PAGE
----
Travel, travel, travel
Even with all the hard work and schedules, by far the best way to maintain a long distance relationship is travel – complete with a huge love and passion for it. Alan and I have had some incredible experiences and trips together: we’ve explored London, Norwich, Boston, New York, Niagara Falls, Montreal, Toronto, Amsterdam, Bruges, Bali, Vancouver, Portland, San Francisco, Big Sur, and of course where it all began, Australia. Together we’ve skydived, ziplined, sandboarded, surfed, fed elephants, slept under the stars, hiked to waterfalls and visited temples… and the wonderful thing about this way of life is that we not only count the days until we next see each other, but our next adventure.
Speaking of which, that’ll be when I go back to Boston – which has become a familiar, comforting face to me – and the following month when we go to Iceland. Discovering new places with Alan is one of my favourite things in the world. I strongly believe that if you want to be with someone for the rest of your life, travel with them. It allows you to discuss your impressions and findings of the world and discover how you each interpreted the same experience, on top of the more trivial matters, like your favourite TV shows.
Travel to your heart’s content together, learning constantly. You’ll find out about each other’s quirks through experiences abroad, when plans go wrong (which they inevitably will), when one or both of you encounter something scary. Nothing has shown me the colours of my boyfriend more than travel and how we react to it – on and off the road.
Despite the difficulties and the state of limbo when we’re forced back to our own cities within our own countries, I know that travel brings us together. Physically, of course, but also mentally. The things we’ve had to learn through travel, we’ve applied to maintaining our relationship when we have to stay still: patience for the next time we see each other, like the itch I have to go travelling again the moment I get home; sacrifice for the things I happily give up in order to afford to be able to see him, exactly like saving for that trip you really want; graciousness and compassion for when the other finds long distance particularly hard, just as when you experience the world, you realise that we’re all humans who love, laugh, and get scared; and the completely stubborn attitude to not give up because we’re determined to make us work, similar to how I refuse to let a life of travel slip out of my hands. We’ve never done things the typical, easy way… but where would life take you if you played by everybody else’s rules?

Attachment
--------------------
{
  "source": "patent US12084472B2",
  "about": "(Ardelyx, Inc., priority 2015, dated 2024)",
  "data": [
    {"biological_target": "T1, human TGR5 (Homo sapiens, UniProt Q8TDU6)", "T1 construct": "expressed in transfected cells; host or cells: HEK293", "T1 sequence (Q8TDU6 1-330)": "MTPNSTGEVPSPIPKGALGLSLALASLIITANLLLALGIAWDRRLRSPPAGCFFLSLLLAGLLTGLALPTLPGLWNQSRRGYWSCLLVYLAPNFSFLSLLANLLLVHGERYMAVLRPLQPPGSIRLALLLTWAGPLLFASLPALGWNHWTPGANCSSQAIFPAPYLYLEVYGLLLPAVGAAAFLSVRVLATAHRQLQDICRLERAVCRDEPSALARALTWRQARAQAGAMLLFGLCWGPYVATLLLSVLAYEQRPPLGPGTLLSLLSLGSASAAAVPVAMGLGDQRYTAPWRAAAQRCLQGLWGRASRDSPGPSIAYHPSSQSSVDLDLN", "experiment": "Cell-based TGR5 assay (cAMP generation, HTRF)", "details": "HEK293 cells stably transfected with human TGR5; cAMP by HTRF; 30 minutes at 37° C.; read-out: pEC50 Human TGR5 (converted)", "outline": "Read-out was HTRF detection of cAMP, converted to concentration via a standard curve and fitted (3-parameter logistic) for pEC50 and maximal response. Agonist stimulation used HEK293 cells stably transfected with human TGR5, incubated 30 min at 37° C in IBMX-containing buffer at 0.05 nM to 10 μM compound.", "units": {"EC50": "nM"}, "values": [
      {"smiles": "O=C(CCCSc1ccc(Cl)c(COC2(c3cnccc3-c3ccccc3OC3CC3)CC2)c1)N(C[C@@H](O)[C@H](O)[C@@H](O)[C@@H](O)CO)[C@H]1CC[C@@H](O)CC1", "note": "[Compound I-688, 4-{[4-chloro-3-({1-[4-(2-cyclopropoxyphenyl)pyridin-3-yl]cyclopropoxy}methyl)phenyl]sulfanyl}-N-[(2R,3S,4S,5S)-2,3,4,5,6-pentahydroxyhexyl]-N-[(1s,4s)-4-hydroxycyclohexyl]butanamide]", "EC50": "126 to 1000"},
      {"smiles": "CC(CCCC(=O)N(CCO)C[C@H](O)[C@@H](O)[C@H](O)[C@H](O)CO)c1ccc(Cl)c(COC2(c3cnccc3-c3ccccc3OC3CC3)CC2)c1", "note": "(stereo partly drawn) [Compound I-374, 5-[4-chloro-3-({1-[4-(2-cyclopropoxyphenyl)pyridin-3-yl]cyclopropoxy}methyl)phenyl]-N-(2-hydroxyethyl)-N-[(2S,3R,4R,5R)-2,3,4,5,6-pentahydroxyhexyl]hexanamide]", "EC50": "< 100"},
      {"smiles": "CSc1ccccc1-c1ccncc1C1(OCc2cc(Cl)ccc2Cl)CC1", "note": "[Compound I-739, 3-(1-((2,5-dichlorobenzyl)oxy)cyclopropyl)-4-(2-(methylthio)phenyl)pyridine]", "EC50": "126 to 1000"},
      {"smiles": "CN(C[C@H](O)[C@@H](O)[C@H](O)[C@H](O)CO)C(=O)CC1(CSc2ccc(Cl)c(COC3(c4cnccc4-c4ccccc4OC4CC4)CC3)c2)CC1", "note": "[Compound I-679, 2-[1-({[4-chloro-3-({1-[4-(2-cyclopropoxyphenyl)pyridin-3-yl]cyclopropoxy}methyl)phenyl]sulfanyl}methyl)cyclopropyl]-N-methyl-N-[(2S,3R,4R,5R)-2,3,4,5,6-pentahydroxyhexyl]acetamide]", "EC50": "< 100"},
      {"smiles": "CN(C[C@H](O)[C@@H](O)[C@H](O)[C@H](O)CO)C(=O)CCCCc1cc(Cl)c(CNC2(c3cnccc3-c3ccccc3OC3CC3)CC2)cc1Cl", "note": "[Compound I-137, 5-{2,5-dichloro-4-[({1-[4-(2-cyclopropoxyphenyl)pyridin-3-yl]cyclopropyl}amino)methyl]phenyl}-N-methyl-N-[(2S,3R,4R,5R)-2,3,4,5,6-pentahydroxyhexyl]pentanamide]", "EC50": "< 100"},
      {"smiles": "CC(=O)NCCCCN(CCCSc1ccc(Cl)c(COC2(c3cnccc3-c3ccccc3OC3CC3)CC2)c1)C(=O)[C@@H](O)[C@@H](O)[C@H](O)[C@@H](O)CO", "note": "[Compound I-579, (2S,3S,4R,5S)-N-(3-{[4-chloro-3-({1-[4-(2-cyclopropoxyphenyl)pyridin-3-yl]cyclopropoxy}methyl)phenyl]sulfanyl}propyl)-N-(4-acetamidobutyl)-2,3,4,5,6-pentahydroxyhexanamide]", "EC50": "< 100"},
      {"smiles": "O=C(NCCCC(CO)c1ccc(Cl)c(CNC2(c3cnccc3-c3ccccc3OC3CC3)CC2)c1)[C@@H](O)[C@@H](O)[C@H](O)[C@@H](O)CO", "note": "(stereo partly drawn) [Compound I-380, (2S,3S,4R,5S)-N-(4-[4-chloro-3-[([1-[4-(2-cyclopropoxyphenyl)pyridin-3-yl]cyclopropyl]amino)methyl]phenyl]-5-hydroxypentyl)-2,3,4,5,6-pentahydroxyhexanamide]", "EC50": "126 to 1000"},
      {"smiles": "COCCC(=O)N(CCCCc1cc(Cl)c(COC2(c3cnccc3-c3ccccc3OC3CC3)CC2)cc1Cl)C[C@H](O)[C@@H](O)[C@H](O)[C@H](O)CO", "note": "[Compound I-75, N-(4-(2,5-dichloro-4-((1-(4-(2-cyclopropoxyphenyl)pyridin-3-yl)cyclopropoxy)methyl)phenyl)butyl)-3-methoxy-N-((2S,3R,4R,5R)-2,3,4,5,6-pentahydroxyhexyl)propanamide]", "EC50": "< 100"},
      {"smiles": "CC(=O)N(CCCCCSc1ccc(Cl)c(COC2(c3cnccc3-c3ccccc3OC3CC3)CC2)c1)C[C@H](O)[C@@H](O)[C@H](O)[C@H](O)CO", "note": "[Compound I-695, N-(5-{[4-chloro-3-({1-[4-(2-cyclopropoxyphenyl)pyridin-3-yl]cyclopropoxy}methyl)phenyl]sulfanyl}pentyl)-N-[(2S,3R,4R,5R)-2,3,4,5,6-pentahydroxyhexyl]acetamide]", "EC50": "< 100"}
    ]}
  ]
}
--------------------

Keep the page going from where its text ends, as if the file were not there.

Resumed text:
Even when we reach our long-standing mission to call the same place home (2 years and still waiting!), I know the travelling won’t stop. Neither will the little surprises or the array of date nights. It’s part of us now, under our skin, like it is for many, many people – in a long distance relationship or not.
This is a guest post by Kirsten Powley who publishes all things travel at her blog.
Text and photos by Kirtsten Powley.